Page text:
Many have a desire to turn back the clock to January 2020 and go back to the world before the pandemic. They fall for the status quo bias, a desire to maintain or get back what they see as the appropriate situation and way of doing things. Their minds flinch away from accepting the major disruption stemming from the pandemic to the status quo, whether regarding innovation or other areas of work.
Unfortunately for them, with so many people having successfully worked from home for so long, the genie is out of the bottle. Surveys show the vast majority adapted to it well and want to continue doing so for half the work week or more after the pandemic. The disruption happened. Yet many leaders continue to perceive any work from home as a “purely negative” situation, in the words of Netflix CEO Reed Hastings.
Another major cognitive bias, the normalcy bias, causes our minds to undercount the probability and consequences of disruptive events. Because of this perilous judgment error, we significantly underestimate major challenges such as the Delta surge.
Indeed, it was already clear that US Delta cases were starting to rise in early June. There was also clear evidence that countries with high vaccination rates, like the United Kingdom and Israel, were experiencing a surge in cases in May.
It’s not simply the Delta spike, but the implications of Delta for our future. There are new variants appearing regularly that seem even more dangerous than Delta. For example, Delta Plus is a newer variant that, compared to Delta, contains a mutation that makes it easier for the virus to escape our immune system and thus undercuts vaccine efficacy. It’s already in the US and many other countries.
While leaders would like to think that they are making data-driven decisions, they have obviously ignored the data. And they’re unable to say that they weren’t warned about the rising COVID infections. Even while being aware of the increasing danger, they are still pushing for a return to the traditional office setup.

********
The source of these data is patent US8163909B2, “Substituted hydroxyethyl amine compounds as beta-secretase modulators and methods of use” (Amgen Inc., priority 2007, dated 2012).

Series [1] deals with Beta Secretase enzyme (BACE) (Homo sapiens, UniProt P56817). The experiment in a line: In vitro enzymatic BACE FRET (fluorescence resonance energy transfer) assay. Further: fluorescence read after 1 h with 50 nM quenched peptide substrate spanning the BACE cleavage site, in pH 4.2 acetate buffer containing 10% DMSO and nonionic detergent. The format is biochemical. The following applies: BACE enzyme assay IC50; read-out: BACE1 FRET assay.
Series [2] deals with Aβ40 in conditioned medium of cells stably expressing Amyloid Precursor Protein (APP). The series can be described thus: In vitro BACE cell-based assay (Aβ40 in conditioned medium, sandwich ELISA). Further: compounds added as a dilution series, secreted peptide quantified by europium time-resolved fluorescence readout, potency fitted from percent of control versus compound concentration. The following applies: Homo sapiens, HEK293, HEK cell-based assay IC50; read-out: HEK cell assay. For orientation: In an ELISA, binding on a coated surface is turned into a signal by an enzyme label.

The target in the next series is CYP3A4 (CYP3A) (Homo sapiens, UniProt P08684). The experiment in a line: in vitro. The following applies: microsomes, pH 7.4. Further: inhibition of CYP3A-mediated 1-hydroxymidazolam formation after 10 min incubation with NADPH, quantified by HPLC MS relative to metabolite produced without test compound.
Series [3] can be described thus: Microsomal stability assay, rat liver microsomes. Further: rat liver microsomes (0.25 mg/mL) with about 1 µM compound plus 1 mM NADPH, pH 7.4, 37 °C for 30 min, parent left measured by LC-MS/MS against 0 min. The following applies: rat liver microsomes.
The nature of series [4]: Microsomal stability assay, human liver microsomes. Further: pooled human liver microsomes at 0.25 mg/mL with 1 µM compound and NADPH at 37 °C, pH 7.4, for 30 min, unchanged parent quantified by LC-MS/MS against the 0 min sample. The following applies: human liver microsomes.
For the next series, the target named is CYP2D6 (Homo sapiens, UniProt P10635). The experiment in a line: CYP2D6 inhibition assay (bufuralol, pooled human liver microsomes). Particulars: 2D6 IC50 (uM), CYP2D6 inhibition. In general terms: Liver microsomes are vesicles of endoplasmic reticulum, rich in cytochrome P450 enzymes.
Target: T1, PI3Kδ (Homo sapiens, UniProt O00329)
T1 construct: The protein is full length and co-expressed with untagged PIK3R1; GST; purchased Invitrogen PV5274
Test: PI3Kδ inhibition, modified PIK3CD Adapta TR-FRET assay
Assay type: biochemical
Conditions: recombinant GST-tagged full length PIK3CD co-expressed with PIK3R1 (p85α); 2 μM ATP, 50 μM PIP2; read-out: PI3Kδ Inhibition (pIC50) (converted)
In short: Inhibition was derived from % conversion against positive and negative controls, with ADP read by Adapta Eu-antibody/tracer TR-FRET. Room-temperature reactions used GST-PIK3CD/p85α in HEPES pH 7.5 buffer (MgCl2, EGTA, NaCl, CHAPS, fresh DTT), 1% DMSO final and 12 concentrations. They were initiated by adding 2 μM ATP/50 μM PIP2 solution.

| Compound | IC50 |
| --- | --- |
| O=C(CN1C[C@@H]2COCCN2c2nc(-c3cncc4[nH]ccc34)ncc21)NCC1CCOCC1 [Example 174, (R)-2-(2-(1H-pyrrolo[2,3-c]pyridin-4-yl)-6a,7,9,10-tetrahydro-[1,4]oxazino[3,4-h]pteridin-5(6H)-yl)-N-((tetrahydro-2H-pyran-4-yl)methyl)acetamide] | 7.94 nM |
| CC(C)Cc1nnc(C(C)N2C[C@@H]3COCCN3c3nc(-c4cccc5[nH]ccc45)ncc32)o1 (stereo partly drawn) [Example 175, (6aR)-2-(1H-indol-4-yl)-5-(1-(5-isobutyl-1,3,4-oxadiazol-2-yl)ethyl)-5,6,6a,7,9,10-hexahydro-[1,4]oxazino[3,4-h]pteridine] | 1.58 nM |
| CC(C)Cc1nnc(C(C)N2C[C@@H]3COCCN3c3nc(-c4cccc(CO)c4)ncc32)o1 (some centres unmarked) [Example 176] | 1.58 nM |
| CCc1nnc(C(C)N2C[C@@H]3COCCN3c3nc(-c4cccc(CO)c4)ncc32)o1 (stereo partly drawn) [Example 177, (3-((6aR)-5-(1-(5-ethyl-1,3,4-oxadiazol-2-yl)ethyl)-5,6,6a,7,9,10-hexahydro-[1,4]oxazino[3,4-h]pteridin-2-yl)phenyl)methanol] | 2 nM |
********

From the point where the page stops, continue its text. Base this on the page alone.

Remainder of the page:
Though the Delta variant may be a short-term issue, it comes with multiple similar scenarios as part of the long tail risk of new waves due to other variants. Research on why Boards of Directors fire CEOs shows denying such negative reality as one of the top reasons. This denial is due to another cognitive bias, called the ostrich effect. It is based on the mythical notion of ostriches burying their heads in the sand when facing danger.
The planning fallacy is another blindspot that causes havoc. It prods leaders into setting optimistic yet unrealistic plans – on returning to the office along with other areas – and resist changing these decisions despite new evidence proving them wrong. After all, reversing a decision suggests that you were wrong to begin with. Weak leaders habitually refuse to own their mistakes and ignore the need to alter plans. By contrast, strong leaders show courage when new evidence shows a necessity to redirect.
Defeating cognitive biases to return to office successfully and thrive in the future of work requires the use of research-based best practices. It means a mainly hybrid model of one to two days in-office while permitting most employees to work remotely as needed. A substantial minority of employees should work full-time remotely if they are reliable and productive. That setup helps facilitate an easy way to shift to full-time work from home for all staff if need arises, such as during a variant surge, by creating a culture and systems and processes that facilitate remote work. This best-practice setup will translate to diverse benefits: optimization of innovation and collaboration, retention of top talent, and the creation of flexible company culture, systems, and processes.
Serendipitous Idea Generation for an Innovation Advantage in Hybrid and Remote Teams
In-Person Serendipitous Idea Generation
To address Saul’s concerns, I first asked him what he did to facilitate serendipitous conversations among the product team during the lockdowns. He said he did everything he could think of: he encouraged team members to have such conversation; he organized team meetings hoping that members would have such discussions on the sidelines; he even did regular videoconference happy hours with small breakout groups, aiming both to facilitate connection to company culture and also to have members drop in the small groups spark conversations about innovative ideas. Nothing worked!
At that point, I praised him for doing more than most leaders in his position tried to do. However, I gently highlighted how all his methods in essence transposed in-office practices on the virtual environment. Trying to shoehorn in-office culture into such a different context resulted in a very uncomfortable fit, and that just doesn’t work for something as spontaneous and creative as serendipitous innovation.
Virtual Serendipitous Idea Generation